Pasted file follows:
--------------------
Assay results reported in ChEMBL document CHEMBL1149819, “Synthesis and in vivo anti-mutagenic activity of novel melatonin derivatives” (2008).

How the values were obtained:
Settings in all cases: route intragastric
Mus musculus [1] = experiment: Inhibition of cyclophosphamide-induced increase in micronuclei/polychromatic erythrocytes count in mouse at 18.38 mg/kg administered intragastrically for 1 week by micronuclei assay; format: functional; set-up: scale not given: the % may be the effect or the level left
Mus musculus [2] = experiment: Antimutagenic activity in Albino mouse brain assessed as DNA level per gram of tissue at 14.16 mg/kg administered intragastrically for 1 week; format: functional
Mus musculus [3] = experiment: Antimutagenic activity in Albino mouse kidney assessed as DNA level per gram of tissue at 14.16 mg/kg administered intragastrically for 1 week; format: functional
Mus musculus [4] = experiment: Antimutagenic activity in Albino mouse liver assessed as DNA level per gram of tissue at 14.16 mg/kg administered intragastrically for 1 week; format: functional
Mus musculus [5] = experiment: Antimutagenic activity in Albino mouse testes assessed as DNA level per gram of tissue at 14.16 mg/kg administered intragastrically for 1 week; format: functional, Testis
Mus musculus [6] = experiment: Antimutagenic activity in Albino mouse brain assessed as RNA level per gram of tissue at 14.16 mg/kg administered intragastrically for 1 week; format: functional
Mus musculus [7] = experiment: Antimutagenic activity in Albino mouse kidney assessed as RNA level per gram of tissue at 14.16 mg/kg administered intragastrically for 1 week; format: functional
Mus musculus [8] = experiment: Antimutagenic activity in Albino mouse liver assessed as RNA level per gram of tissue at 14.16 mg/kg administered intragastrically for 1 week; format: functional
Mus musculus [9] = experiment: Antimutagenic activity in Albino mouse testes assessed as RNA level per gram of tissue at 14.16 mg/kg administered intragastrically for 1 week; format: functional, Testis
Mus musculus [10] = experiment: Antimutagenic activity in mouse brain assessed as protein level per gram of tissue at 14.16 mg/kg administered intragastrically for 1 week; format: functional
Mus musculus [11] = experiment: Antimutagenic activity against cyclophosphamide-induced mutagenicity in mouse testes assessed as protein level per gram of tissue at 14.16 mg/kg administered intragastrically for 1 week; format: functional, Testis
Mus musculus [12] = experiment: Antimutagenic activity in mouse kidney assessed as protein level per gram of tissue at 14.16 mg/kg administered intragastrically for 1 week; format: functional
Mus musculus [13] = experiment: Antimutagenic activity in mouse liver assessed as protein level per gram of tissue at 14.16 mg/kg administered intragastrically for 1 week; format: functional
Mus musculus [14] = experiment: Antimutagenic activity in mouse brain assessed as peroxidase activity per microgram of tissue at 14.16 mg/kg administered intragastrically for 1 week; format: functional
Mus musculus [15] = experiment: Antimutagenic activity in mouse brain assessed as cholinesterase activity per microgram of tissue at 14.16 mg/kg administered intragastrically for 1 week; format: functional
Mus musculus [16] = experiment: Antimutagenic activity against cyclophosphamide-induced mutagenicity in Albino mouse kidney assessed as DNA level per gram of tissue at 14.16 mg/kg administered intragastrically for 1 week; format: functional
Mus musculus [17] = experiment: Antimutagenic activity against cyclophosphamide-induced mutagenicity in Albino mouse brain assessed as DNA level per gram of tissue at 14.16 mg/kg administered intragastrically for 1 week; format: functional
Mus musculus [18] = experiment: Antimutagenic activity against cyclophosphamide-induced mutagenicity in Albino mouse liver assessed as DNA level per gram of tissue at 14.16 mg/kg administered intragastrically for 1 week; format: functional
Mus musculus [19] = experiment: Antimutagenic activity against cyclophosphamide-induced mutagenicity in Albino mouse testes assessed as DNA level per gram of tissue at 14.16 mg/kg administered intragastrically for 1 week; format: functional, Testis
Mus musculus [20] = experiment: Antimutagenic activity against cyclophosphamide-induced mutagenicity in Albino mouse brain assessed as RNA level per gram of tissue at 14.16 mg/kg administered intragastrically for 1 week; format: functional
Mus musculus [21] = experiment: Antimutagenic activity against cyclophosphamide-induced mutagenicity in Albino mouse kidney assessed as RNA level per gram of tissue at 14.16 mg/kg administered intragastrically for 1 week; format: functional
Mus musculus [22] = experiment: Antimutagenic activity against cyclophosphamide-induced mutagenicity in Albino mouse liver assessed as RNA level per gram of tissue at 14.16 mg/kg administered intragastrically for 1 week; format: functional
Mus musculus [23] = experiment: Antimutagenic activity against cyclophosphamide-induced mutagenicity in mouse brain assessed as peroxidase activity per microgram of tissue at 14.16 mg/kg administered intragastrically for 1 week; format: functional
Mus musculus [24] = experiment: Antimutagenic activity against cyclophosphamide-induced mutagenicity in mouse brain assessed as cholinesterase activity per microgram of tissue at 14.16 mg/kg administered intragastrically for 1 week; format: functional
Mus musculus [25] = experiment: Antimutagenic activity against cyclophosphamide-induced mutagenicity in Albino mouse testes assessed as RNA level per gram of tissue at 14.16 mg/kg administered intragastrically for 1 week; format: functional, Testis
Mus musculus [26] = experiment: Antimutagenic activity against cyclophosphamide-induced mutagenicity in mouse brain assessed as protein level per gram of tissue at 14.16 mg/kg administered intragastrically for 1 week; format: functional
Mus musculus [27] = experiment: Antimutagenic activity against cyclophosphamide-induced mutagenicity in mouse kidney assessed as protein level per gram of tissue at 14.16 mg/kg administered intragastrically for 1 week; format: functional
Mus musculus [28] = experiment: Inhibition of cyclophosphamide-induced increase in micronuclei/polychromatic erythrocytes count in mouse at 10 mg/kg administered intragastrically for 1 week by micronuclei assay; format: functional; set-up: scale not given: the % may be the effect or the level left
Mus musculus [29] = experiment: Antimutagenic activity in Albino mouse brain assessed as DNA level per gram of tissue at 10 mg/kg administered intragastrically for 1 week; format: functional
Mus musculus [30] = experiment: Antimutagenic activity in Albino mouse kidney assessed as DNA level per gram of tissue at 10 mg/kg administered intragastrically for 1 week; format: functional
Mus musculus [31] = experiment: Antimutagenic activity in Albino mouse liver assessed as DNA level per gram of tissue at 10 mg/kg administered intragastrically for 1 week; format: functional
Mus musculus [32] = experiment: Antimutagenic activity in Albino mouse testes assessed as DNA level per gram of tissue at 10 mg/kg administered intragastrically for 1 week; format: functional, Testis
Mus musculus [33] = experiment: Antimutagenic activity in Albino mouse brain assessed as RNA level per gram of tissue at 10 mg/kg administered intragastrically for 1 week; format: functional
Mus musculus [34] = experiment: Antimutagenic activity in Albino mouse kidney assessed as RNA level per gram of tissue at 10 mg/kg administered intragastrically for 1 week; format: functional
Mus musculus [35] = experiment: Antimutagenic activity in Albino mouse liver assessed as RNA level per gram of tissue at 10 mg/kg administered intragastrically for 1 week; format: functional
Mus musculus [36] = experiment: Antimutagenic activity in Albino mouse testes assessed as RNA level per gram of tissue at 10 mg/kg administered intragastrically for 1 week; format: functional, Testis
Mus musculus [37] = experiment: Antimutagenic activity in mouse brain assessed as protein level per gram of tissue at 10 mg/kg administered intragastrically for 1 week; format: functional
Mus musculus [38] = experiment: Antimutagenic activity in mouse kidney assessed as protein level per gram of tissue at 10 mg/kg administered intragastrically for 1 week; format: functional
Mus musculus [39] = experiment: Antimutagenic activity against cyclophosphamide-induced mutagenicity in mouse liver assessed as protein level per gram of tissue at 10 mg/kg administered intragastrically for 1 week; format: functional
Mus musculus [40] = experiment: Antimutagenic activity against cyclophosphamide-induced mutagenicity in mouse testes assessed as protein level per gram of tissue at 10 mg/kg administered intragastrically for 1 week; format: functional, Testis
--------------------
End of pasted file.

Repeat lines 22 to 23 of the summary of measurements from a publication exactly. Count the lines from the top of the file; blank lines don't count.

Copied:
Mus musculus [19] = experiment: Antimutagenic activity against cyclophosphamide-induced mutagenicity in Albino mouse testes assessed as DNA level per gram of tissue at 14.16 mg/kg administered intragastrically for 1 week; format: functional, Testis
Mus musculus [20] = experiment: Antimutagenic activity against cyclophosphamide-induced mutagenicity in Albino mouse brain assessed as RNA level per gram of tissue at 14.16 mg/kg administered intragastrically for 1 week; format: functional